That was the right decision. Although the Espionage Act does not recognize a line between leaker and publisher, the First Amendment, as interpreted by the courts, does. The Supreme Court has long held that government employees may be required to relinquish some free-speech rights as a condition of their employment. Officials with access to classified information sign nondisclosure agreements in which they agree to be subject to criminal penalties for leaking. Publishers, obviously, sign no such waivers. While the Supreme Court has not directly addressed whether they can be prosecuted for publishing classified information (because no such prosecution has previously occurred), it has held that the government may not enjoin a newspaper from publishing information based solely on government claims of national security harms.

Now, why would the Trump Administration give a hoo haw about the documents published by Assange back in 2010? Here’s some speculation — are they doing this to send a warning to U.S. media outlets about publishing classified documents that might embarrass Donald Trump?

Consider that they pulled this trick just before Trump gave Attorney General/Trump consigliere William Barr carte blanche to comb through and declassify anything he wants to publish to make Trump look good. What would happen if the Washington Post received classfied files pointing to clear Trump corruptions? What would happen if someone slipped a thumb drive to a journalist containing the unredacted Mueller Report with all underlying evidence? And a media outlet chose to publish it?

Under the Pentagon Papers precedent, probably the media outlet that published those files would not face charges, assuming the documents didn’t compromise any ongoing intelligence operations. But the Trump Justice Department seems to be looking to change the precedent. Otherwise, why are they bothering with Assange?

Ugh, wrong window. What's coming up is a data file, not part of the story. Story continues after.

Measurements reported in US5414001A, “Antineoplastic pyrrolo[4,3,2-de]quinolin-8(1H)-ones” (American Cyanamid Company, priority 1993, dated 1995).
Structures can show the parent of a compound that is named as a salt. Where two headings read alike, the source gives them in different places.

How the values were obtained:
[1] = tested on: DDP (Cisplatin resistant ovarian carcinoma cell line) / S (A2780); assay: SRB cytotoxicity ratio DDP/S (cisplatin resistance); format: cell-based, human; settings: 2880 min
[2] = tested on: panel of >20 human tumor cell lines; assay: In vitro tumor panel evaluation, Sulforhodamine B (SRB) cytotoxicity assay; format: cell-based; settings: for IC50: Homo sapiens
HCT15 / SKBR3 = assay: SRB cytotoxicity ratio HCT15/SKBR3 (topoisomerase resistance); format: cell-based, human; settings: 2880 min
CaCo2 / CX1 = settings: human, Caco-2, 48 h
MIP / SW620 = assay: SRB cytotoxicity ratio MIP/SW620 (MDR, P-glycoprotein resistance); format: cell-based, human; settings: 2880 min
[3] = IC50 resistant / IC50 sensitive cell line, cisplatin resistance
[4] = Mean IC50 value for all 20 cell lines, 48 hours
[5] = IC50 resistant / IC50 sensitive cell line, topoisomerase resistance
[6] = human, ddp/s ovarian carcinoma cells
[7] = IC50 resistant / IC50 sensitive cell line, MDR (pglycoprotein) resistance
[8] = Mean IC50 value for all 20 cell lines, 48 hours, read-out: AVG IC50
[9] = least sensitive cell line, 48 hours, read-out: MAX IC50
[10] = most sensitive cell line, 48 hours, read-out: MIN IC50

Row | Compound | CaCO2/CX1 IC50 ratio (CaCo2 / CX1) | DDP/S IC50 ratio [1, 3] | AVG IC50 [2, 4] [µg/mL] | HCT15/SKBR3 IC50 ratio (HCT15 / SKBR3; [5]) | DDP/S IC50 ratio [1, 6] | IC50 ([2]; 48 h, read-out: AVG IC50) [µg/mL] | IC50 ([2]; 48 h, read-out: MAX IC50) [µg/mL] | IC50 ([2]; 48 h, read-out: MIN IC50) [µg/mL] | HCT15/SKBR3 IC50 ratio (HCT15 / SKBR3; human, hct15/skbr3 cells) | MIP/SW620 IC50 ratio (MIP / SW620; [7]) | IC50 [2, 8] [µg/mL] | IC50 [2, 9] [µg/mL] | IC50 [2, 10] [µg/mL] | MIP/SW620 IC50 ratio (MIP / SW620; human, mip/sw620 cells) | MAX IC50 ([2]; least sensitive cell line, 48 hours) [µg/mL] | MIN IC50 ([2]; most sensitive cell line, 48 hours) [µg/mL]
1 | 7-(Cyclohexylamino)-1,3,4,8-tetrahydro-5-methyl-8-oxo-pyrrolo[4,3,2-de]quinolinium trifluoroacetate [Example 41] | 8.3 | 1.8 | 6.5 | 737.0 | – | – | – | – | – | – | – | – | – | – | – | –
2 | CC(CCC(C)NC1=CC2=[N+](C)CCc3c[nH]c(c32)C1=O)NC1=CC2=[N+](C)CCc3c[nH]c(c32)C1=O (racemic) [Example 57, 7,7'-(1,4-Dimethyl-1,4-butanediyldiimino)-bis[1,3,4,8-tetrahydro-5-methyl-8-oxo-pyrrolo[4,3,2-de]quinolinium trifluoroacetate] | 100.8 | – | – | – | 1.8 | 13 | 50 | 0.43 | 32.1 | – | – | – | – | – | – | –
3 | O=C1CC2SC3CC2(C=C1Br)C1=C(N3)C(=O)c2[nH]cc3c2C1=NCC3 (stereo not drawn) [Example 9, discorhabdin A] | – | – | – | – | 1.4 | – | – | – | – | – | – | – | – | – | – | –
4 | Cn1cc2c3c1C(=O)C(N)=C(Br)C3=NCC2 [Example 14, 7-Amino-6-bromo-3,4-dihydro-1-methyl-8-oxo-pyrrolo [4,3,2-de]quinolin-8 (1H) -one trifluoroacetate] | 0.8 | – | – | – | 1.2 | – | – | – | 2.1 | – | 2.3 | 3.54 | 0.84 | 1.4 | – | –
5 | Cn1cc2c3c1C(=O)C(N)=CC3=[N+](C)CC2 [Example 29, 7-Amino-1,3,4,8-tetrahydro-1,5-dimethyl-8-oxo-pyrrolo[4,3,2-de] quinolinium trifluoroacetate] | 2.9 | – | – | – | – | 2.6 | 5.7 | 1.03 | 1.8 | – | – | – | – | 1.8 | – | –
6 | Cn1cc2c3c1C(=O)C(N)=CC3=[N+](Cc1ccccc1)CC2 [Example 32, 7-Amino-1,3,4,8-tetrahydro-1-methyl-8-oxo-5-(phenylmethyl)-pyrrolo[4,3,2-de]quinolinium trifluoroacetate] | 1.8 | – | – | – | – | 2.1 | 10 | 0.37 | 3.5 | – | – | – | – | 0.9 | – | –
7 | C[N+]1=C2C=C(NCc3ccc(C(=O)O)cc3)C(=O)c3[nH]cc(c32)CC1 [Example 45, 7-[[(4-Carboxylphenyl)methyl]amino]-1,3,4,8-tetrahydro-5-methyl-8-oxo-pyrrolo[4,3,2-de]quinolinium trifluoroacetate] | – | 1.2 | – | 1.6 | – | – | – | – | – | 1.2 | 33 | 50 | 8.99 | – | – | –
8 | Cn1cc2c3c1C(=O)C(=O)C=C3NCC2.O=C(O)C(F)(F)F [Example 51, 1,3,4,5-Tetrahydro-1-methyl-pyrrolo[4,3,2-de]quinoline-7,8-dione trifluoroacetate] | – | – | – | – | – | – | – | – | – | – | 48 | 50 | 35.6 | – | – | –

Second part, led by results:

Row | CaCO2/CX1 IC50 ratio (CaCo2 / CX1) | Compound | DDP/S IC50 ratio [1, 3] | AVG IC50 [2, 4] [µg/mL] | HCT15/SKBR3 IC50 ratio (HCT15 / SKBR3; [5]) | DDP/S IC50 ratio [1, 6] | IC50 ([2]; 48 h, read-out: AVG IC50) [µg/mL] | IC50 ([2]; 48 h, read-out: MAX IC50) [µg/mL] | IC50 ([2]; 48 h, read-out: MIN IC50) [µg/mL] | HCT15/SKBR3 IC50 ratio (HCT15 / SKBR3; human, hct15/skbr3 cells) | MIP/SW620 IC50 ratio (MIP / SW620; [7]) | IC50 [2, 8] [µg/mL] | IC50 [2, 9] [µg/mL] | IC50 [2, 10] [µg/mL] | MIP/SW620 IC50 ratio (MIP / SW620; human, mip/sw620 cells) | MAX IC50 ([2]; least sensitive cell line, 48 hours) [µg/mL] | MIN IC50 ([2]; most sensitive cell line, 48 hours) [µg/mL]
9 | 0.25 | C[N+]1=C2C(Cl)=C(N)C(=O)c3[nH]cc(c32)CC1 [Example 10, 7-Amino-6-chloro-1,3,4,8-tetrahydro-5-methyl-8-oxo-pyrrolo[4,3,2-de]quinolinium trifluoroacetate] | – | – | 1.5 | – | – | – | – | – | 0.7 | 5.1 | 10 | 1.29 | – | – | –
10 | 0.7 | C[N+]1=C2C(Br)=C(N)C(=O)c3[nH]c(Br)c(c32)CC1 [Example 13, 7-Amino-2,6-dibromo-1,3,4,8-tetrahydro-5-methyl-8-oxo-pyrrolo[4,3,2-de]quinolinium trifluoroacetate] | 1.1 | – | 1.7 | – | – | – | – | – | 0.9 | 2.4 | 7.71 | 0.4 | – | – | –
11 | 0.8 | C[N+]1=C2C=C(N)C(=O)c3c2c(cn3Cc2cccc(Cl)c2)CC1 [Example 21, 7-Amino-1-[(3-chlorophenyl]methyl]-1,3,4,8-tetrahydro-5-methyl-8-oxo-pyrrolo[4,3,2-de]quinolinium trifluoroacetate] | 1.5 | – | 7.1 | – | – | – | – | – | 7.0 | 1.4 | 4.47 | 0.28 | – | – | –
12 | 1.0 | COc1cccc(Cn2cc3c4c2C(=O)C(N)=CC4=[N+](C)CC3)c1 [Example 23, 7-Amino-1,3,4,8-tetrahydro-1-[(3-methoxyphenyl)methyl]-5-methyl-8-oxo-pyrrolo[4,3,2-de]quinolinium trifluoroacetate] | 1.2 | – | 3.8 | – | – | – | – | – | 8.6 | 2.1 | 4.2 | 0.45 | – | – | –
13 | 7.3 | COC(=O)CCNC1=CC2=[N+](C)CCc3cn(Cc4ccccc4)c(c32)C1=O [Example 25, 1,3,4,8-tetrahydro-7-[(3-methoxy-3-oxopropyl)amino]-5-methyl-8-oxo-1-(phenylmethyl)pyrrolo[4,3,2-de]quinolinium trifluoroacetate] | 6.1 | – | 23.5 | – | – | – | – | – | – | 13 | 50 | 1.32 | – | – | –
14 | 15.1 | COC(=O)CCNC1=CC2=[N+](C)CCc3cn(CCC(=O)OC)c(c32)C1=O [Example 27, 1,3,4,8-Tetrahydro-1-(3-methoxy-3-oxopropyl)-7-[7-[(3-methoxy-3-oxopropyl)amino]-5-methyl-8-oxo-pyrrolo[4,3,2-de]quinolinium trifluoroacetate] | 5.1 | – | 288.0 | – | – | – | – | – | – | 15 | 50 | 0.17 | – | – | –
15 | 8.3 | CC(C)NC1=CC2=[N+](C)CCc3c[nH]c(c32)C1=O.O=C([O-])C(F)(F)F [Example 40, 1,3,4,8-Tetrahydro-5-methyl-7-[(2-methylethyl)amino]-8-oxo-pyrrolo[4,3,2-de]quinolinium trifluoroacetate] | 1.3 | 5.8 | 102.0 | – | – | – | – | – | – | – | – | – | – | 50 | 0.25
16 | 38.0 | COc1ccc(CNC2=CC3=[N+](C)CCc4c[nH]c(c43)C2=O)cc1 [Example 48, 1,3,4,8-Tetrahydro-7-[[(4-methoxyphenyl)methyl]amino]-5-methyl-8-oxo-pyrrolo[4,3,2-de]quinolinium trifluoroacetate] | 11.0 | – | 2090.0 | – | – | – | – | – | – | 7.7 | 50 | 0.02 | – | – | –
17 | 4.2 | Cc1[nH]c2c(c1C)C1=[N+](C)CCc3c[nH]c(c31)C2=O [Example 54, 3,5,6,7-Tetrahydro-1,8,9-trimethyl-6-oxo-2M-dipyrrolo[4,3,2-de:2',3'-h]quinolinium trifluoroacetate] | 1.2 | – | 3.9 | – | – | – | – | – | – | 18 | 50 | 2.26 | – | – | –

There is also a Russian connection, naturally. Josh Marshall wrote yesterday,

This level of power basically gives Barr a whip hand over the entire Intelligence Community. And he seems to want to get his hands on the Russia desks especially. As the Times notes, “Mr. Barr wanted to know more about what foreign assets the C.I.A. had in Russia in 2016 and what those informants were telling the agency about how President Vladimir V. Putin of Russia sought to meddle in the 2016 election.” These are likely among the most closely held secrets the US government has. They will all but certainly be communicated directly to the President.

And from there to Trump’s good buddy Vladimir Putin?

Current and former intgelligence officials are horrified at Barr’s newfound privilege, saying that lives are on the line. It puts Barr in the position of weaponizing the Justice Department against the FBI and other intelligence agencies.

Jamil Smith writes for Rolling Stone,

I listened Thursday to President Trump, after a reporter reminded him that the treason of which he’d been accusing his many adversaries is an actual crime punishable by death, and he merely nodded. When asked who might suffer that penalty, he named the former head of the FBI, his ex-deputy, and “people probably higher than that.” There aren’t too many people higher than that.

Hours later, that dystopian rhetoric began transforming into authoritarian reality. Trump signed a directive allowing attorney general William Barr broad, unprecedented powers to conduct a review of the intelligence community’s investigation into the 2016 Trump campaign, ordering the CIA and the other 15 federal intelligence agencies to essentially to give Barr everything he needs. Whatever Barr wants declassified, he’ll declassify — which we can anticipate, given our experience with the Mueller report, to be a nightmare of misinformation tailored to the president’s narrative.

It is carte blanche for his attack dog to comb through a mountain of intelligence and craft a story to punish whomever Trump wants punished. Without any restraints, we can expect mockeries of justice unlike things we’ve seen since, well, trials of police officers for killing black people. It will almost certainly be disgraceful. Trump lackey Corey Lewandowski already was on the airwaves Friday alleging that former Vice President (and potential general election rival) Joe Biden was behind the Steele dossier and that Comey, McCabe and others would all be on trial by “March or April of the next year.”

I am honestly frightened for this country.